Chapter 6 answers to Introduction to finance

Topics: Modern portfolio theory, Variance, Standard deviation Pages: 7 (3147 words) Published: October 27, 2014

CHAPTER 6: EFFICIENT DIVERSIFICATION
1.E(rP) = (0.5 16%) + (0.4 10%) + (0.10 6%) = 12.6%
2.a.The mean return should be less than the value computed in the spreadsheet. The fund's return is 5% lower in a recession, but only 3% higher in a boom. The variance of returns should be greater than the value in the spreadsheet, reflecting the greater dispersion of outcomes in the three scenarios. b.Calculation of mean return and variance for the stock fund: (A) (B) (C) (D) (E) (F) (G)

Scenario Probability Rate of Return Col. B

Col. C Deviation from Expected Return Squared Deviation Col. B

Col. F
Recession 0.3 -16 -4.8 -25.4 645.16 193.548
Normal 0.4 13 5.2 3.6 12.96 5.184
Boom 0.3 30 9.0 20.6 424.36 127.308
Expected Return = 9.4 Variance = 326.040
Standard Deviation = 18.057
c.Calculation of covariance:
(A) (B) (C) (D) (E) (F)
Deviation from
Mean Return Scenario Probability Stock
Fund Bond
Fund Col. C

Col. D Col. B

Col. E
Recession 0.3 -25.4 10 -254.0 -76.2
Normal 0.4 3.6 0 0.0 0
Boom 0.3 20.6 -10 -206.0 -61.8
Covariance = -138.0
Covariance has increased (in absolute value) because the stock returns are more extreme in the recession and boom periods. This makes the tendency for stock returns to be poor when bond returns are good (and vice versa) even more dramatic. 3.[Note: In the first table for Problem 3, the percentages in the column labeled “Percent of Total” should be 10%, 30% and 60%, respectively.] Fund D represents the single best addition to complement Stephenson's current portfolio, given his selection criteria. First, Fund D’s expected return (14.0 percent) has the potential to increase the portfolio’s return somewhat. Second, Fund D’s relatively low correlation with his current portfolio (+0.65) indicates that Fund D will provide greater diversification benefits than any of the other alternatives except Fund B. The result of adding Fund D should be a portfolio with approximately the same expected return and somewhat lower volatility compared to the original portfolio. The other three funds have shortcomings in terms of either expected return enhancement or volatility reduction through diversification benefits. Fund A offers the potential for increasing the portfolio’s return, but is too highly correlated to provide substantial volatility reduction benefits through diversification. Fund B provides substantial volatility reduction through diversification benefits, but is expected to generate a return well below the current portfolio’s return. Fund C has the greatest potential to increase the portfolio’s return, but is too highly correlated to provide substantial volatility reduction benefits through diversification. 4.a.One would expect variance to increase because the probabilities of the extreme outcomes are now higher. b.Calculation of mean return and variance for the stock fund: (A) (B) (C) (D) (E) (F) (G)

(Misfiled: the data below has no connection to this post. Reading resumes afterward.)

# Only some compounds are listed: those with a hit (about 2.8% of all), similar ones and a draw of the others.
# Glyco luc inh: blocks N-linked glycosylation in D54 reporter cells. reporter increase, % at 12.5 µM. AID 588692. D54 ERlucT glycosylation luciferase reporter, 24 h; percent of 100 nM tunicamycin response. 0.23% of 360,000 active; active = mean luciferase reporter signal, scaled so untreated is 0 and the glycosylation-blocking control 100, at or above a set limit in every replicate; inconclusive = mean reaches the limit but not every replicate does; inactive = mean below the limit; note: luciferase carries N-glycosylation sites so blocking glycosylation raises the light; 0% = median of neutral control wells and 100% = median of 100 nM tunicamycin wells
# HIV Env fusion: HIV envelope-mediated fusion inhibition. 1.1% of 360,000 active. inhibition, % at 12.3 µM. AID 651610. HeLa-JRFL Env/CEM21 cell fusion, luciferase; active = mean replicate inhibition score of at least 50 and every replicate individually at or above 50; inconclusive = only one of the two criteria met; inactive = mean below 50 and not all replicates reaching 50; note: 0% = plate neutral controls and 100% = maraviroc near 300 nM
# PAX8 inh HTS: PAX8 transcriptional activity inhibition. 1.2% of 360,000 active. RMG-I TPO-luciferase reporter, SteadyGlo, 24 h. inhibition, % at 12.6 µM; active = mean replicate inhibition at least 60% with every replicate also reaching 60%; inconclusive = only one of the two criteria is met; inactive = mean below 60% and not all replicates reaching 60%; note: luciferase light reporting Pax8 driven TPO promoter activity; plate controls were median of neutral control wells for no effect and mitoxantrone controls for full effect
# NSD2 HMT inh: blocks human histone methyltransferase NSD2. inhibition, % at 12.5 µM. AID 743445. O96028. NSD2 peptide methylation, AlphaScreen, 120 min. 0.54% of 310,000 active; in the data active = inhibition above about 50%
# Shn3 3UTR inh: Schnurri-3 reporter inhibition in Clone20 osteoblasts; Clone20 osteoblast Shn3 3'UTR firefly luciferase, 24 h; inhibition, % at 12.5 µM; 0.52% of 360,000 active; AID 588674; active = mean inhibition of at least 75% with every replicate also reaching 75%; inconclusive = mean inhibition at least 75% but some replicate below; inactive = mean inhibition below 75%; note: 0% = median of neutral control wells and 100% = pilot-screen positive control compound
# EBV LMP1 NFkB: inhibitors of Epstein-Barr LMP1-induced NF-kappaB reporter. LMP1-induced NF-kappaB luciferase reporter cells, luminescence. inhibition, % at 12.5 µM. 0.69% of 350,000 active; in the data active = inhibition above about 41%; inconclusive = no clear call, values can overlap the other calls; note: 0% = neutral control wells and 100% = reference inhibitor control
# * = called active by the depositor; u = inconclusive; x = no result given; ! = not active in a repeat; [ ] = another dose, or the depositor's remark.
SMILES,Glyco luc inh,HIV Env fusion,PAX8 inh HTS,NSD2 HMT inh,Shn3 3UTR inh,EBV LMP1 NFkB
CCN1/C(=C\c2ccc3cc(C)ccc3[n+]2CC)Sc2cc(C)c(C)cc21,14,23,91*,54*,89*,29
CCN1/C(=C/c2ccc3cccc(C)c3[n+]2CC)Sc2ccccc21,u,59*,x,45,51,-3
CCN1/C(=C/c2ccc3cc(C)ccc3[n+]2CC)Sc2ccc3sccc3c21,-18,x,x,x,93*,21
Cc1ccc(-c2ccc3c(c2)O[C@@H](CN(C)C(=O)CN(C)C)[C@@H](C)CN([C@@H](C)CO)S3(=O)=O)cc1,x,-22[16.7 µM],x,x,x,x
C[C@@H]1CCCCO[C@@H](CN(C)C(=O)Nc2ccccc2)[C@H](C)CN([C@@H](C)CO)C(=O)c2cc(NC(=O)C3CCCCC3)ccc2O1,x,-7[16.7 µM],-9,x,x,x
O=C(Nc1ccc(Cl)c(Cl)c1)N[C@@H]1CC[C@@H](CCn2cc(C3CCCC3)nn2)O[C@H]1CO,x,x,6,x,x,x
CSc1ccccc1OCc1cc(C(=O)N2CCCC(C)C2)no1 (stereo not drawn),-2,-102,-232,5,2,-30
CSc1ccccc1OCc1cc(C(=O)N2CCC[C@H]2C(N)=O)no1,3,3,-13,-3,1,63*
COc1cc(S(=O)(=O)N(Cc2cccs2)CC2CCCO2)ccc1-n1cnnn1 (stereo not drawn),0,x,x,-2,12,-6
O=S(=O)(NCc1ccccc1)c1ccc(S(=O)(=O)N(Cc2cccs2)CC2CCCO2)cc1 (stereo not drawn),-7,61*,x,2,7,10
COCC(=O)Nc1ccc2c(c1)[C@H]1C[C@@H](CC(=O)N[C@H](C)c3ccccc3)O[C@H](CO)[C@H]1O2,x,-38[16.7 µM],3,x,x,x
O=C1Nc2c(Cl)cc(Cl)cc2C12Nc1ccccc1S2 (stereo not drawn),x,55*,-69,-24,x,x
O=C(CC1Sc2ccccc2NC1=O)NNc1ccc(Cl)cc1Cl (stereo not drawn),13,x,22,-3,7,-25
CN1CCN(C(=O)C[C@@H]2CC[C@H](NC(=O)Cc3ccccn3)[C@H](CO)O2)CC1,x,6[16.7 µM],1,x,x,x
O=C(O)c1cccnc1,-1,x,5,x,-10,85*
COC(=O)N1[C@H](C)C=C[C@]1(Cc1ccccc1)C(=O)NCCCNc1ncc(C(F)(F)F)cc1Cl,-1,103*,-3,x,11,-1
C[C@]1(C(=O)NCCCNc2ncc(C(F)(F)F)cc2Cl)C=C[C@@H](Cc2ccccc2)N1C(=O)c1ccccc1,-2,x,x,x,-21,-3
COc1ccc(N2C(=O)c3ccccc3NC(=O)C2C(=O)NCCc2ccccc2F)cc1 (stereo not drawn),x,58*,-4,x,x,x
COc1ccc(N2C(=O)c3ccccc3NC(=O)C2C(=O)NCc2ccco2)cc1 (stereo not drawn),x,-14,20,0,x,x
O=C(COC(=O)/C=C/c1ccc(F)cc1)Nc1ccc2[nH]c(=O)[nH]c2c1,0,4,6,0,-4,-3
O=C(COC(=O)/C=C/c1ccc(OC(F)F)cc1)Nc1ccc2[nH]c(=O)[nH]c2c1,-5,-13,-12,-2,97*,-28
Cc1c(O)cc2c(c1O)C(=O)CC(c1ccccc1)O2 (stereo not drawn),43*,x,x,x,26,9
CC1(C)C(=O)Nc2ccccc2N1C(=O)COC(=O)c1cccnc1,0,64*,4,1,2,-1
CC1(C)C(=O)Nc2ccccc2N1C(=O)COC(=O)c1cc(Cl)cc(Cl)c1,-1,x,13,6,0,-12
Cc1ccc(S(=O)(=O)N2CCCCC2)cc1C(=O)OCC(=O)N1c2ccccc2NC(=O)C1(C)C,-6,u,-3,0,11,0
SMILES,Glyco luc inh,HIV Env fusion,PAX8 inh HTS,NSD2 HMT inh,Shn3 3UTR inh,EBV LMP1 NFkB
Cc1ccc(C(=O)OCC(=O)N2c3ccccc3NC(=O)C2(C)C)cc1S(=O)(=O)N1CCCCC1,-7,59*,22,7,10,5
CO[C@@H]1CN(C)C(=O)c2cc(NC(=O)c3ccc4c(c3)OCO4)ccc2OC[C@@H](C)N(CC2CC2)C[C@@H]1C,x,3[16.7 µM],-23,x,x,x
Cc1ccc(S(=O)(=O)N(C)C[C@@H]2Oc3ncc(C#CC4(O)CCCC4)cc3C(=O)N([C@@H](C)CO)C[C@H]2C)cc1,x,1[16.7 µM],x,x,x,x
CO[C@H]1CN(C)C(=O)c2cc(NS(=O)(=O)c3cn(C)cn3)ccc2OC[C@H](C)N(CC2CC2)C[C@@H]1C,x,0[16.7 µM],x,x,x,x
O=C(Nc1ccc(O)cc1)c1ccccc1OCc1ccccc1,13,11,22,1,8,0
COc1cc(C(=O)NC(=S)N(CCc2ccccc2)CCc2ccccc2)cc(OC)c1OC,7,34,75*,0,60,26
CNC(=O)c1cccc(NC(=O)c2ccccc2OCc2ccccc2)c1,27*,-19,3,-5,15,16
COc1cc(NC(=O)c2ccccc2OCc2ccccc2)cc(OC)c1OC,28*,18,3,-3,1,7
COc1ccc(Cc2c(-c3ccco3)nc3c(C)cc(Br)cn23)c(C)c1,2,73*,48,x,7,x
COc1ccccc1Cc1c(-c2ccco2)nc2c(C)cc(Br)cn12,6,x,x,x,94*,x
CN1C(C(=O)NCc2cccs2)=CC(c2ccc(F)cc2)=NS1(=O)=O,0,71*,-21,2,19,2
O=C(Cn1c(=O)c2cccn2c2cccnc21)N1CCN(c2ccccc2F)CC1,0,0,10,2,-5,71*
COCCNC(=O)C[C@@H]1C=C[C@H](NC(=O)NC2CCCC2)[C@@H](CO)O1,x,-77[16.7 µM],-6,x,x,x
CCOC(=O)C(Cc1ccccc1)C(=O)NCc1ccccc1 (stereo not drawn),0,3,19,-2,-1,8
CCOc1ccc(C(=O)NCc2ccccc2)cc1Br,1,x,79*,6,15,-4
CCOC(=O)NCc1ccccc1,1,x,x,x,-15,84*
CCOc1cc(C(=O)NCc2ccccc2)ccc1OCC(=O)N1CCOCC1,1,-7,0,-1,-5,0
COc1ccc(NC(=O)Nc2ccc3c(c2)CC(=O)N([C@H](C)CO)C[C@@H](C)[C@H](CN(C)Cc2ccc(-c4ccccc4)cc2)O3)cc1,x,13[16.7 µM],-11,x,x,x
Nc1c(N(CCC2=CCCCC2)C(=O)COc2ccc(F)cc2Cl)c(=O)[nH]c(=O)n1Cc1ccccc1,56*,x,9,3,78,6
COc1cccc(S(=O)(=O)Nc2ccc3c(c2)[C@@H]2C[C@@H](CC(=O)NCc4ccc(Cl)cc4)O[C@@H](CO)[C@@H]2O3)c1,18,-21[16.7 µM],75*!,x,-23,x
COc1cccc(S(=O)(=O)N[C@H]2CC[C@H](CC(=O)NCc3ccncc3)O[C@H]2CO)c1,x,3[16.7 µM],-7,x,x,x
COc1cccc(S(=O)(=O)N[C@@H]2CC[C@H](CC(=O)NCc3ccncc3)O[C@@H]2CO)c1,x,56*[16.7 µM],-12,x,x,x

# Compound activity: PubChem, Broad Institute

Scenario Probability Rate of Return Col. B

Col. C Deviation from Expected Return Squared Deviation Col. B

Col. F
Recession 0.40 -11 -4.40 -19.30 372.49 148.996
Normal 0.25 13 3.25 4.70 22.09 5.523
Boom 0.35 27 9.45 18.70 349.69 122.392
Expected Return = 8.30 Variance = 276.911
Standard Deviation = 16.641
c.Calculation of covariance:
(A) (B) (C) (D) (E) (F)
Deviation from
Mean Return Scenario Probability Stock Fund Bond Fund Col. C
Col. D Col. B

Col. E
Recession 0.40 -19.30 10 -193.0 -77.20
Normal 0.25 4.70 0 0.0 0.00
Boom 0.35 18.70 -10 -187.0 -65.45
Covariance = -142.65
Covariance has increased because the probabilities of the more extreme returns in the recession and boom periods are now higher. This makes the tendency for stock returns to be poor when bond returns are good (and vice versa) more dramatic. 5.a.Subscript OP refers to the original portfolio, ABC to the new stock, and NP to the new portfolio. i.E(rNP) = wOP E(rOP ) + wABC E(rABC ) = (0.9 0.67) + (0.1 1.25) = 0.728% ii.Cov = r OP ABC = 0.30 2.37 2.95 = 2.097 2.10

iii.NP = [wOP2...
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